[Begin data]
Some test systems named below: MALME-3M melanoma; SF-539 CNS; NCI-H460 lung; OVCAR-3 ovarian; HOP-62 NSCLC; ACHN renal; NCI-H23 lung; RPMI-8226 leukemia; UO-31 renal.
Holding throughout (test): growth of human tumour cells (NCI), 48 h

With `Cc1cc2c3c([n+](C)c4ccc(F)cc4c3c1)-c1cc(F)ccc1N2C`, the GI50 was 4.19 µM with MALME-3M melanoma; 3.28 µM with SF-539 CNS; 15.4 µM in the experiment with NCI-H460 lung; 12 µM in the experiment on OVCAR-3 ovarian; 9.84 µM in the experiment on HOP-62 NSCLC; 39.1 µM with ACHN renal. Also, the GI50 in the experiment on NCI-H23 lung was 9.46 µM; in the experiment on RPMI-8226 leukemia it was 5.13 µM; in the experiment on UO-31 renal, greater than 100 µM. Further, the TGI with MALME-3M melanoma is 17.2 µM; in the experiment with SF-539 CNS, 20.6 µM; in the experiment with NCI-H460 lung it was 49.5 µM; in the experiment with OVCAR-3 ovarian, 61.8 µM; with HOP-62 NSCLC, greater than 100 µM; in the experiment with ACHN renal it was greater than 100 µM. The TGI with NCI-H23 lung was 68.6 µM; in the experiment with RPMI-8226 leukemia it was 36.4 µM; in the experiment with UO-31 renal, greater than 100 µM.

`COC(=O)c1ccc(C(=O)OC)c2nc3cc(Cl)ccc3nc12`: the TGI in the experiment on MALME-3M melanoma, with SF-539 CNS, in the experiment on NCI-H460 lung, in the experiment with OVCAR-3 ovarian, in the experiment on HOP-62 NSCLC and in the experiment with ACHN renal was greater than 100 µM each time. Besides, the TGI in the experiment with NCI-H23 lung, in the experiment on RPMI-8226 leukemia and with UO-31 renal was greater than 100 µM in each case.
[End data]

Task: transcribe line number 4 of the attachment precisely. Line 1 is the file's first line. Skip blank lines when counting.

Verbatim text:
`COC(=O)c1ccc(C(=O)OC)c2nc3cc(Cl)ccc3nc12`: the TGI in the experiment on MALME-3M melanoma, with SF-539 CNS, in the experiment on NCI-H460 lung, in the experiment with OVCAR-3 ovarian, in the experiment on HOP-62 NSCLC and in the experiment with ACHN renal was greater than 100 µM each time. Besides, the TGI in the experiment with NCI-H23 lung, in the experiment on RPMI-8226 leukemia and with UO-31 renal was greater than 100 µM in each case.